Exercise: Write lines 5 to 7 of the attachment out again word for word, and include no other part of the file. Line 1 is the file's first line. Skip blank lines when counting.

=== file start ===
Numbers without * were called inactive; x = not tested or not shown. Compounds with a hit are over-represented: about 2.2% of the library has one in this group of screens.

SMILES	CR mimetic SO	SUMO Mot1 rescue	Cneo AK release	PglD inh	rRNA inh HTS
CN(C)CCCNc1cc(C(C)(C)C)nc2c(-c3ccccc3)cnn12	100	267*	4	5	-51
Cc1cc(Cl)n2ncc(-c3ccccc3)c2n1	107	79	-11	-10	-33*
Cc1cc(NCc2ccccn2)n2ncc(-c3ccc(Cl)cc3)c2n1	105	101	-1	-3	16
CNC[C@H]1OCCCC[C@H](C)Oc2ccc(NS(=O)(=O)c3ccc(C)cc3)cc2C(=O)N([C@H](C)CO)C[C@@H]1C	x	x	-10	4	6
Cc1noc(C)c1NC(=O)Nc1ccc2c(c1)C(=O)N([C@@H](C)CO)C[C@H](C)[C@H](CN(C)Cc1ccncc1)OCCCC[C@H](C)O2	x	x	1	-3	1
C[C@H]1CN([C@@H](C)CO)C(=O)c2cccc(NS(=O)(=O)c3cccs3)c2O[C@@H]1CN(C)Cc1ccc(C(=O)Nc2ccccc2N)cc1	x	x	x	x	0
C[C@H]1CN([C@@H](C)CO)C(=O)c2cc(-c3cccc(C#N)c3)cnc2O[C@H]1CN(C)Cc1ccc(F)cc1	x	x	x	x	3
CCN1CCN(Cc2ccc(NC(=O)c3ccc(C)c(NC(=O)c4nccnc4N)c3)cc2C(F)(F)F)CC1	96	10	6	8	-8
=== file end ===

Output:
Cc1cc(NCc2ccccn2)n2ncc(-c3ccc(Cl)cc3)c2n1	105	101	-1	-3	16
CNC[C@H]1OCCCC[C@H](C)Oc2ccc(NS(=O)(=O)c3ccc(C)cc3)cc2C(=O)N([C@H](C)CO)C[C@@H]1C	x	x	-10	4	6
Cc1noc(C)c1NC(=O)Nc1ccc2c(c1)C(=O)N([C@@H](C)CO)C[C@H](C)[C@H](CN(C)Cc1ccncc1)OCCCC[C@H](C)O2	x	x	1	-3	1